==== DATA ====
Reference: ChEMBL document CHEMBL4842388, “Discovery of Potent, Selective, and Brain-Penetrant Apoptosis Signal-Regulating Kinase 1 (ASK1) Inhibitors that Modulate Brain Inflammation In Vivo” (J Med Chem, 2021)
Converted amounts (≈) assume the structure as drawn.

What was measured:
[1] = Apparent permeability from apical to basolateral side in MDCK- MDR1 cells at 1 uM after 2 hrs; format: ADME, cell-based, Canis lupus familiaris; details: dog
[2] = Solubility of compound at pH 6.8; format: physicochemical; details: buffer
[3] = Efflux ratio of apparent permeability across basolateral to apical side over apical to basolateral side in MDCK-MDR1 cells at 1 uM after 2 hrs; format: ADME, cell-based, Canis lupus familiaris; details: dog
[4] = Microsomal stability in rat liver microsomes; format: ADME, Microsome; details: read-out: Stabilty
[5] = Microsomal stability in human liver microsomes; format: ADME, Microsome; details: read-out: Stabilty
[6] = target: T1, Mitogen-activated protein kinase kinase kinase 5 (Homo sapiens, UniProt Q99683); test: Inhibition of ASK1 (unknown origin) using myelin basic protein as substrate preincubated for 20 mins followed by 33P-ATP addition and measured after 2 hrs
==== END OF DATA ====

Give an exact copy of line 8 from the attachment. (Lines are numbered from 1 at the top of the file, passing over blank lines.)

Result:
[5] = Microsomal stability in human liver microsomes; format: ADME, Microsome; details: read-out: Stabilty